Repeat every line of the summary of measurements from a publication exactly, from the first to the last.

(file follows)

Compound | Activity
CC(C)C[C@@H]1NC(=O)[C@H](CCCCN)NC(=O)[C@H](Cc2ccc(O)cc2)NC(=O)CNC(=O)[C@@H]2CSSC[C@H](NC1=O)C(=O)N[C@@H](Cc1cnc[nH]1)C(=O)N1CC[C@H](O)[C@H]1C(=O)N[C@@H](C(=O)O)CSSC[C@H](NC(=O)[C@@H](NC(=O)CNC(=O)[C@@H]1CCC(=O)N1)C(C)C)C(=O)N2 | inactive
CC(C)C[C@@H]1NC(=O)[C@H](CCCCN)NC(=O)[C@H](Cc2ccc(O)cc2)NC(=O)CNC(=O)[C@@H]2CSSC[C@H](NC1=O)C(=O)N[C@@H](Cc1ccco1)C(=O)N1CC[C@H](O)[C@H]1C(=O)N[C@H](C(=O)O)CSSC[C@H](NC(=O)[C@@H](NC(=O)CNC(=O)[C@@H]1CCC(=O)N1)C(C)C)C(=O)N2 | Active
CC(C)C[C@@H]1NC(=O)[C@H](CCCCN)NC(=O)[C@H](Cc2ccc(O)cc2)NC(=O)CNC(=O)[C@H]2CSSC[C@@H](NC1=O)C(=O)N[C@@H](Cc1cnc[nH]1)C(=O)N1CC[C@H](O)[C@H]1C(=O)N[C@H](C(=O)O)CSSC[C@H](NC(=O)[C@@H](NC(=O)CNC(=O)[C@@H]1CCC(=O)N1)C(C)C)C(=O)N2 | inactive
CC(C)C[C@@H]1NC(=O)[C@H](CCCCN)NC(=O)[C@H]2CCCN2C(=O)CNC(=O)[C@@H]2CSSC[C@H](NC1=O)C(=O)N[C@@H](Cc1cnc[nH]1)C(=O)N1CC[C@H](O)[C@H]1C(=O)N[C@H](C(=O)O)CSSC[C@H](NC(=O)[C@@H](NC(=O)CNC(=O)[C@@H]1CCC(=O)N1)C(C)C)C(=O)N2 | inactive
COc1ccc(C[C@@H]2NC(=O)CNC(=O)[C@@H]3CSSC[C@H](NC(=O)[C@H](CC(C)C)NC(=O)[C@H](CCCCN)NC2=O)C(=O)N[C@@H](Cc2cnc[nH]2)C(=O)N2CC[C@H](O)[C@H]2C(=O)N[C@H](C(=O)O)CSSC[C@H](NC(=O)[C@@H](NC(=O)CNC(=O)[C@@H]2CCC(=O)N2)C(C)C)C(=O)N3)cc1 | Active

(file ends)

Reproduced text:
Compound | Activity
CC(C)C[C@@H]1NC(=O)[C@H](CCCCN)NC(=O)[C@H](Cc2ccc(O)cc2)NC(=O)CNC(=O)[C@@H]2CSSC[C@H](NC1=O)C(=O)N[C@@H](Cc1cnc[nH]1)C(=O)N1CC[C@H](O)[C@H]1C(=O)N[C@@H](C(=O)O)CSSC[C@H](NC(=O)[C@@H](NC(=O)CNC(=O)[C@@H]1CCC(=O)N1)C(C)C)C(=O)N2 | inactive
CC(C)C[C@@H]1NC(=O)[C@H](CCCCN)NC(=O)[C@H](Cc2ccc(O)cc2)NC(=O)CNC(=O)[C@@H]2CSSC[C@H](NC1=O)C(=O)N[C@@H](Cc1ccco1)C(=O)N1CC[C@H](O)[C@H]1C(=O)N[C@H](C(=O)O)CSSC[C@H](NC(=O)[C@@H](NC(=O)CNC(=O)[C@@H]1CCC(=O)N1)C(C)C)C(=O)N2 | Active
CC(C)C[C@@H]1NC(=O)[C@H](CCCCN)NC(=O)[C@H](Cc2ccc(O)cc2)NC(=O)CNC(=O)[C@H]2CSSC[C@@H](NC1=O)C(=O)N[C@@H](Cc1cnc[nH]1)C(=O)N1CC[C@H](O)[C@H]1C(=O)N[C@H](C(=O)O)CSSC[C@H](NC(=O)[C@@H](NC(=O)CNC(=O)[C@@H]1CCC(=O)N1)C(C)C)C(=O)N2 | inactive
CC(C)C[C@@H]1NC(=O)[C@H](CCCCN)NC(=O)[C@H]2CCCN2C(=O)CNC(=O)[C@@H]2CSSC[C@H](NC1=O)C(=O)N[C@@H](Cc1cnc[nH]1)C(=O)N1CC[C@H](O)[C@H]1C(=O)N[C@H](C(=O)O)CSSC[C@H](NC(=O)[C@@H](NC(=O)CNC(=O)[C@@H]1CCC(=O)N1)C(C)C)C(=O)N2 | inactive
COc1ccc(C[C@@H]2NC(=O)CNC(=O)[C@@H]3CSSC[C@H](NC(=O)[C@H](CC(C)C)NC(=O)[C@H](CCCCN)NC2=O)C(=O)N[C@@H](Cc2cnc[nH]2)C(=O)N2CC[C@H](O)[C@H]2C(=O)N[C@H](C(=O)O)CSSC[C@H](NC(=O)[C@@H](NC(=O)CNC(=O)[C@@H]2CCC(=O)N2)C(C)C)C(=O)N3)cc1 | Active